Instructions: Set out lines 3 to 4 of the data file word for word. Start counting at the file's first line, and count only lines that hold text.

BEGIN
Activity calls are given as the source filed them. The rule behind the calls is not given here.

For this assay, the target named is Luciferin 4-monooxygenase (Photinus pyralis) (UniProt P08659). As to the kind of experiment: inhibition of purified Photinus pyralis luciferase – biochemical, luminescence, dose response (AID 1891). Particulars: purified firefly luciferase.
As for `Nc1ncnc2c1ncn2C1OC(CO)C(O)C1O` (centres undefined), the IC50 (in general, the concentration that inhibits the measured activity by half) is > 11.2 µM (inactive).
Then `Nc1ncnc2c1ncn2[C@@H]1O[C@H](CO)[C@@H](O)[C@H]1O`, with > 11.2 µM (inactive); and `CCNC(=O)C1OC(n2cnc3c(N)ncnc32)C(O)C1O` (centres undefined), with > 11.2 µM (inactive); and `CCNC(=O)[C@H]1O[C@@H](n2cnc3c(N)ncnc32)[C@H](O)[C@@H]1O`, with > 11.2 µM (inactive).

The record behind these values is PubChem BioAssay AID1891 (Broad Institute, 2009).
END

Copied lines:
As for `Nc1ncnc2c1ncn2C1OC(CO)C(O)C1O` (centres undefined), the IC50 (in general, the concentration that inhibits the measured activity by half) is > 11.2 µM (inactive).
Then `Nc1ncnc2c1ncn2[C@@H]1O[C@H](CO)[C@@H](O)[C@H]1O`, with > 11.2 µM (inactive); and `CCNC(=O)C1OC(n2cnc3c(N)ncnc32)C(O)C1O` (centres undefined), with > 11.2 µM (inactive); and `CCNC(=O)[C@H]1O[C@@H](n2cnc3c(N)ncnc32)[C@H](O)[C@@H]1O`, with > 11.2 µM (inactive).